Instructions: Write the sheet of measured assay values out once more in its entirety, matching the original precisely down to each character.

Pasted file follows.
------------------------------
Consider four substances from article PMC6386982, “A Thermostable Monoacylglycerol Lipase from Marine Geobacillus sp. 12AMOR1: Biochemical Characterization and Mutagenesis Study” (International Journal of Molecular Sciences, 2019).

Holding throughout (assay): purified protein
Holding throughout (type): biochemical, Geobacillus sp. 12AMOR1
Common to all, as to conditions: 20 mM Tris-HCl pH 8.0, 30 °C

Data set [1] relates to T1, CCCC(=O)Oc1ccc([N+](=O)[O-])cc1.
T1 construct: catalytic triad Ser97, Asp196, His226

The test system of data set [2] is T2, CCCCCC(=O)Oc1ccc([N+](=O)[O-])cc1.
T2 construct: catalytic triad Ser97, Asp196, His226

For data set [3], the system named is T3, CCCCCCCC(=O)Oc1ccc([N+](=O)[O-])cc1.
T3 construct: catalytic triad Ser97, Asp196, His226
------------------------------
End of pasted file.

Consider four substances from article PMC6386982, “A Thermostable Monoacylglycerol Lipase from Marine Geobacillus sp. 12AMOR1: Biochemical Characterization and Mutagenesis Study” (International Journal of Molecular Sciences, 2019).

Holding throughout (assay): purified protein
Holding throughout (type): biochemical, Geobacillus sp. 12AMOR1
Common to all, as to conditions: 20 mM Tris-HCl pH 8.0, 30 °C

Data set [1] relates to T1, CCCC(=O)Oc1ccc([N+](=O)[O-])cc1.
T1 construct: catalytic triad Ser97, Asp196, His226

The test system of data set [2] is T2, CCCCCC(=O)Oc1ccc([N+](=O)[O-])cc1.
T2 construct: catalytic triad Ser97, Asp196, His226

For data set [3], the system named is T3, CCCCCCCC(=O)Oc1ccc([N+](=O)[O-])cc1.
T3 construct: catalytic triad Ser97, Asp196, His226